Easy to calculate and an end to the discussion as to where profits are made.

No doubt this new regime will produce a flock of bleating complaints from the big corporations, but we let them bleat. The big corporations have proven themselves time and time again to be manipulative serial tax avoiders who show no concern for the citizens of the countries they operate in. So why should we cut them any slack now?

Yes, let them bleat, for we need roads, hospitals and schools for our children too.

Paper mountain, hidden Brexit: How'd you say immigration control would work?

The Travelling Dangleberries

"Central Manchester Redevelopment Plan"

Ah yes, I was lying in bed in my house a couple of miles from the Arndale Centre when it got remodeled. The whole house shook as the shock wave reached our bit of town. I didn't bother to go in and see the damage and shortly afterwards left the UK for the Netherlands. I have never been back to Manchester to see what it looks like now.

I would certainly miss that lovely wavy concrete canopy that used to adorn the M&S building and probably that odd tiled "inside out public convenience" look that the arse end of the Arndale used to have. The irony of the high and the low points of Mancunian architecture so close together. Yes, I would miss that.

I think I want to keep my old memories and illusions alive a little longer in this post-Brexit reality.

"The past is a foreign country; they do things differently there."

Das ist empörend: Microsoft slams umlaut for email depth charge

The Travelling Dangleberries

Re: Many more...

@Agent Tick

" ... languages ( French, Skandinavian lingos etc) are using diaeresis (two-dot letters) in their alphabet"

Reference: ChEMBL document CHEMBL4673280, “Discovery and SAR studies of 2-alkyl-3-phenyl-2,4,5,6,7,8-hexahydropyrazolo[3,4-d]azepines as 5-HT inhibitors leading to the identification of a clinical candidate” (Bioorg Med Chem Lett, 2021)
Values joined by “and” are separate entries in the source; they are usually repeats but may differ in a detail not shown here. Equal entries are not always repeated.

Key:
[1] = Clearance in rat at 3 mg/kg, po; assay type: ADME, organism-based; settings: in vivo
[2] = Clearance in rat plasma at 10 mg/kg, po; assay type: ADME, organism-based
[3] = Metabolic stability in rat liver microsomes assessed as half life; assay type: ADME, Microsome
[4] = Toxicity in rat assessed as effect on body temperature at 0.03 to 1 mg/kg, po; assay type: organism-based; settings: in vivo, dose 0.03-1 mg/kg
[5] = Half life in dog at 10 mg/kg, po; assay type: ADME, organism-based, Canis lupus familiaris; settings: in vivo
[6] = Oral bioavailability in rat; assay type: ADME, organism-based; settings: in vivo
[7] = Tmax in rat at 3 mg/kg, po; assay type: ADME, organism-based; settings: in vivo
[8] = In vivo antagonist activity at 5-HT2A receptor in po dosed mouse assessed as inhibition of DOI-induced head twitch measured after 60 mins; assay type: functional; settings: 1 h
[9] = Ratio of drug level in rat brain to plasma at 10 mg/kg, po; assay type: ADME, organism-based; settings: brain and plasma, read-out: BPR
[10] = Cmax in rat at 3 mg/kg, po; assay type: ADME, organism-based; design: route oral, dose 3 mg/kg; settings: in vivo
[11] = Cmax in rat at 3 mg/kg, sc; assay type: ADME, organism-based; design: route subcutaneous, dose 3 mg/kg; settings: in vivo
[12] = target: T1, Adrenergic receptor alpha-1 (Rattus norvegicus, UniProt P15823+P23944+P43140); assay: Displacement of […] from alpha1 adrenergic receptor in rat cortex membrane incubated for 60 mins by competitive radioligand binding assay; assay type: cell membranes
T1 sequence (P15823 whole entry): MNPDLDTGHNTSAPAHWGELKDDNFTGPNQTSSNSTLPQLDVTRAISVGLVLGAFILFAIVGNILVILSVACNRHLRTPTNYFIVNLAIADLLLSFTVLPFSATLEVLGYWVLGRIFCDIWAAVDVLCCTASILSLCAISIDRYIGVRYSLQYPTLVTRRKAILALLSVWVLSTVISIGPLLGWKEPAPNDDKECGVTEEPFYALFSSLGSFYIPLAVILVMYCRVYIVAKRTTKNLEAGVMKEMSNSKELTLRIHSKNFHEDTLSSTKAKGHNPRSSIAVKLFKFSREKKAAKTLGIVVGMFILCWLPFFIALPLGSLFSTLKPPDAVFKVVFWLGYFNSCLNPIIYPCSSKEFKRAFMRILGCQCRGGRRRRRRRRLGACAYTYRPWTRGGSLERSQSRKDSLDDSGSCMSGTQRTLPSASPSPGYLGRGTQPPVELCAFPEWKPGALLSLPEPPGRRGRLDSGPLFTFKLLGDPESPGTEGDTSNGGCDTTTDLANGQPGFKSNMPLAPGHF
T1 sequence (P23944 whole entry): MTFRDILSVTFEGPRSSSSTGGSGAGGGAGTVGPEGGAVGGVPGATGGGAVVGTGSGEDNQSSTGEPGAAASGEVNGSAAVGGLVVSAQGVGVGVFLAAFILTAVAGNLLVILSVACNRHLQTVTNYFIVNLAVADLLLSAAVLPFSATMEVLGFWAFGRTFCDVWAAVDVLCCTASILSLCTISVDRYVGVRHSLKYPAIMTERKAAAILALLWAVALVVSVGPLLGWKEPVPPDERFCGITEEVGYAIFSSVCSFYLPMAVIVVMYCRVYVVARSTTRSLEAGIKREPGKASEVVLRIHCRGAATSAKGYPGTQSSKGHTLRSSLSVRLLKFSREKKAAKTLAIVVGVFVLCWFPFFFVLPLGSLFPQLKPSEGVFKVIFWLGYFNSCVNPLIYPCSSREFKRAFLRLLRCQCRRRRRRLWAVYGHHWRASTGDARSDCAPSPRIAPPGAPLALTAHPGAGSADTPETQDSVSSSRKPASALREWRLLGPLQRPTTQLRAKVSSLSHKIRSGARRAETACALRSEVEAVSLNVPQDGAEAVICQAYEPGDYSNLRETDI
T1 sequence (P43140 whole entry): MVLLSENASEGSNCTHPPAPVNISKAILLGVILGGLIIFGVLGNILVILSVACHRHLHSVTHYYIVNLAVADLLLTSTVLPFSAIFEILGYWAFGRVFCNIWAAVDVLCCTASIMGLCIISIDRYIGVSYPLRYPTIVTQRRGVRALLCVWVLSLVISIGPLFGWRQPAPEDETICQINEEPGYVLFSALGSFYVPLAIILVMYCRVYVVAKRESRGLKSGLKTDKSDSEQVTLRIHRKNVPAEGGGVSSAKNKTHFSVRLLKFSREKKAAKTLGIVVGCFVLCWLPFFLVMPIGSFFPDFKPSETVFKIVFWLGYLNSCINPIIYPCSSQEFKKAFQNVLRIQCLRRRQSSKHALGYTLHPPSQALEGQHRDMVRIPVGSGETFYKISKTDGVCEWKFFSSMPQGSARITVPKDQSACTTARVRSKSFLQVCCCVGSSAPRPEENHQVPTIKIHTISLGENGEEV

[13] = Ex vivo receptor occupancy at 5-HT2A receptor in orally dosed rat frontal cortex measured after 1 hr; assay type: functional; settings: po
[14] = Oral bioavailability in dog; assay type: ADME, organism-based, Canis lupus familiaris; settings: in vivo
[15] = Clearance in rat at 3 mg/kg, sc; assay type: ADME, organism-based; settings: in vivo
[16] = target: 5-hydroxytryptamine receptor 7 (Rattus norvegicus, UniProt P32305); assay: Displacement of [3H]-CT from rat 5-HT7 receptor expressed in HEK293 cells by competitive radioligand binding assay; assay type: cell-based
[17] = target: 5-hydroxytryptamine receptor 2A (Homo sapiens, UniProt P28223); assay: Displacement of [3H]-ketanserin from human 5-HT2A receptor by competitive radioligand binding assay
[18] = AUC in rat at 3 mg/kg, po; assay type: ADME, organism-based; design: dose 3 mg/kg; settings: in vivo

One of my colleagues discovered very recently that a O365/Microsoft Account does not accept the three Norwegian accented characters, æ,ø and å as valid letters in a password.


New UK trade deals would not compensate for loss of single market membership

The Travelling Dangleberries

Re: Really ....

@Dave 15

"Britain was an industrial powerhouse right through the 19th century totally dominating the world with the mass produced output from places like Birmingham, Sheffield, Manchester."

Sounds like you have never read "Love on the Dole", or "The Road to Wigan Pier" or any factual contemporary historical reports of living and working conditions for workers in such "industrial powerhouses". People who scraped by every week on a pittance living in towns with environmental conditions that were worse than the worst you will find in China today.

Britain's industrial revolution was run on the gross exploitation of workers, employed with contracts that could leave you out of a job at the end of each day, with little or no attention paid to the health, safety and well being of the employed. With no regard to the devastating environmental impact of a coal based heavy industrial economy. Wealth created on the backs of child labour and the exploitation of families.

That Brexiteers think that this is something to return to in the 21st century to make Britain "great" again only goes to show how tenuous their grasp on reality really is.

Mind you, it looks like the UK is already on the way back to that "great" period in our history. Zero hour contract anyone?

The Travelling Dangleberries

Re: Also, the reverse would apply


"IKEA is Swedish, you numpty."

Actually it's generally regarded as a Dutch company. Although given its complex multinational corporate structure you'd be forgiven for thinking it was based somewhere else such as Luxemborg or Lichtenstein.

The Travelling Dangleberries

Re: @Tom7

"But I like your attitude! I mean, what do experts know about their field of expertise anyway? Amirite...?"

This skepticism about experts could actually turn into a great money saver for Brexitland and present opportunities for economic growth. Think about it, soon the country will only need 48% of the current number of dentists. After all, what do dentists know about teeth?

We can reduce the NHS budget to 48% of current levels as the 52% of Leavers will no longer be willing to trust doctors and other medical staff. After all, what do they know about health?